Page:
Our chaps were relatively unscathed, one killed and one wounded (we'd played a lot of Queens to remove wounds). Two of Jerrys men ('Hat Man' and 'Ben Franklin' respectively) were cowering in the wood line, but as the redcoats had firmly lost contact with their wagon with little chance of retaking it, we called it a day at that point.

The British would undoubtedly return to collect their wagon at some point, but for now it was victory to the rebels. A real pity that the wagon mainly contained wig powder and a painting of King George.

That was really good fun, and an interesting take on the card activation system which worked very well. I can see why the game system has been around for some years, and I'm sure we'll play it again.

Saturday 20 April 2019

I have been to... Uruguay

The final installment of our South American odessey was a brief visit to Uruguay. We called in at Montevideo and Punta Del Este.

Just outside the port area was a monument to the Graf Spee.

The Graf Spee is here (if you look very carefully you may spot the buoy). Until ten years ago, bits of it were still visible but sadly no longer.

This rather grand range finder is still around though. More on that later.

Montevideo was a real delight. Very low rise, stuffed with classical Spanish colonial buildings and very liberal and relaxed. The Amsterdam of Latin America.

Some beautiful 1930s buildings.

Jose Artigas, hero of Uruguayan independance. Garibaldi later helped a hand to keep Uruguay independant. He certainly got around.

We finally took the opportunity to try some Mate. Umm. An acquired taste I think.

The main square, with both the old and new presidential palaces.

Artigas tomb. This was built by the military dictatorship.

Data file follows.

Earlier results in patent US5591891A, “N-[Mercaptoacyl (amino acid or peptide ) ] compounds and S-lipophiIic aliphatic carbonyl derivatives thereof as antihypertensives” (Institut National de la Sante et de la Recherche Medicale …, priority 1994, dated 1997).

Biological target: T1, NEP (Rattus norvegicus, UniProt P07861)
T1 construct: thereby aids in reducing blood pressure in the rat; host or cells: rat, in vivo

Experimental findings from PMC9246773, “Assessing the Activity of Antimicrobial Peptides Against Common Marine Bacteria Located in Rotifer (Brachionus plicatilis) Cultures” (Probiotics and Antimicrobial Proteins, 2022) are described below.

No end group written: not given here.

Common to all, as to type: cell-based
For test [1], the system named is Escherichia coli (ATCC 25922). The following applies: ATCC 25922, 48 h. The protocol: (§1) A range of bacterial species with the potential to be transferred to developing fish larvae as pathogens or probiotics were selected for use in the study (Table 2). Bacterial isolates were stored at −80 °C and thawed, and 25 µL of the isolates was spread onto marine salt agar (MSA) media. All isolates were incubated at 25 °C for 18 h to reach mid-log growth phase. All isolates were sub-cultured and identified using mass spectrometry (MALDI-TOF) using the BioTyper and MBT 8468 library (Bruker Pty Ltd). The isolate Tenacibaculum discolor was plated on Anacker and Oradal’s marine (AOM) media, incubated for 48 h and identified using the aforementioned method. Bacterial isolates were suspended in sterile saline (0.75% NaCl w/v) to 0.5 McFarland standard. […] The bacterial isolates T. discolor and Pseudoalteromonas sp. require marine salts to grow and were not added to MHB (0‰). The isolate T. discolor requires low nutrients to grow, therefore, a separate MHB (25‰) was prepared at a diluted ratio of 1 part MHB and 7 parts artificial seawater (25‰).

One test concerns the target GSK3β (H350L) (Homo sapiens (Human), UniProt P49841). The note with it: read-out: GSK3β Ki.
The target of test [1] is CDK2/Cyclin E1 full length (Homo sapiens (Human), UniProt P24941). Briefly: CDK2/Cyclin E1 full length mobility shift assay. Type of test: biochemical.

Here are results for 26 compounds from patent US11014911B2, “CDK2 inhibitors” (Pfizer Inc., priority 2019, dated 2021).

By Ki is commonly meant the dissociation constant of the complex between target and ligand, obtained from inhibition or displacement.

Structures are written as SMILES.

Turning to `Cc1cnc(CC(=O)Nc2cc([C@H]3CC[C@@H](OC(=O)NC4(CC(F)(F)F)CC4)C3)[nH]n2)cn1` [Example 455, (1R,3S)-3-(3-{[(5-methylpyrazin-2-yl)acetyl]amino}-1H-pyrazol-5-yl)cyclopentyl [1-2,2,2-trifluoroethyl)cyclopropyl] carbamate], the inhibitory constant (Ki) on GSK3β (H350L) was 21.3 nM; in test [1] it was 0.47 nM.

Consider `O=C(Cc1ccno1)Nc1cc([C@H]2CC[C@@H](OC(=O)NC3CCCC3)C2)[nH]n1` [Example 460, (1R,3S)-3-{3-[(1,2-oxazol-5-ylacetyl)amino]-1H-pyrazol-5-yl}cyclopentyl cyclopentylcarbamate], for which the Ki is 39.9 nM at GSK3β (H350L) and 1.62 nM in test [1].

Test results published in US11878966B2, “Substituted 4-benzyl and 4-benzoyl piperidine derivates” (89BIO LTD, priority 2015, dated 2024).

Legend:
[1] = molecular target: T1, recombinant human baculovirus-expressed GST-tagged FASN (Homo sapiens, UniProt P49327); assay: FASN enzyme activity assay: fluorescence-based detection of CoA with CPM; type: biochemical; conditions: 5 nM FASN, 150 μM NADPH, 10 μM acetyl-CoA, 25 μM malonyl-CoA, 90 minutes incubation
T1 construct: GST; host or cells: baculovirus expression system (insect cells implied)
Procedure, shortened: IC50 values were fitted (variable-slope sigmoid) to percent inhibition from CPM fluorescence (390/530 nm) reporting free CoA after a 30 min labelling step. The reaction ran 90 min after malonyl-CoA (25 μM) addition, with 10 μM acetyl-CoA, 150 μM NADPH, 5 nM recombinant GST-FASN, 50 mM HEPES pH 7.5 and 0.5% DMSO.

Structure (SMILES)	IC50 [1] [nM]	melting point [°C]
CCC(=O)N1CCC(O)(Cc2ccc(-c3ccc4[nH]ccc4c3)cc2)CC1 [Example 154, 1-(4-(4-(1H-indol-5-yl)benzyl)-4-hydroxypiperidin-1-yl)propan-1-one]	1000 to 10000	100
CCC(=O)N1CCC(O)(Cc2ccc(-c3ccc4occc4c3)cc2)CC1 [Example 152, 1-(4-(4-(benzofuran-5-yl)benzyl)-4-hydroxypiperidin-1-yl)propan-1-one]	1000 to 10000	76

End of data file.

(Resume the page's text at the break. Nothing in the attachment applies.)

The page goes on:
An old Spanish artillery bastion on the coast.

The Catedral Ingles. There was a large British community here in the nineteenth century.

And back to the Graf Spee.

This is one of the anchors. It looks just like the one on the Airfix kit!

The stereoscopic range finder with me alongside to give an idea of size. It was really huge huge. Laying hands upon it was also another addition to my coup counting of 'bits of old battleships'.   

There were other bits of dockyard equipment around, like this steam crane. 

And a rather larger crane.

A statue of a stevedore.

The Uruguayan navy was also much in evidence.

They seem to have rather more ships than the Royal Navy at the moment!

I've got no idea what types ships these are. I suspect some of them are quite old.

Over in Punta Del Este is this memorial to the Battle of the River Plate. The anchor is supposedly from HMS Ajax. The portaloo rather detracts from it. The battle was actually fought off the coast here.

This stone marks the boundary where the River Plate ends and the Atlantic begins.

We also went to the Ralli mjuseum, which was a  large private modern art collection, similar to the Guggenheim in Venice.

They had an extensive collection of Dali sculptures.

As well as various other modern artists.

Bizarrely there was a Beryl Cook special exhibition!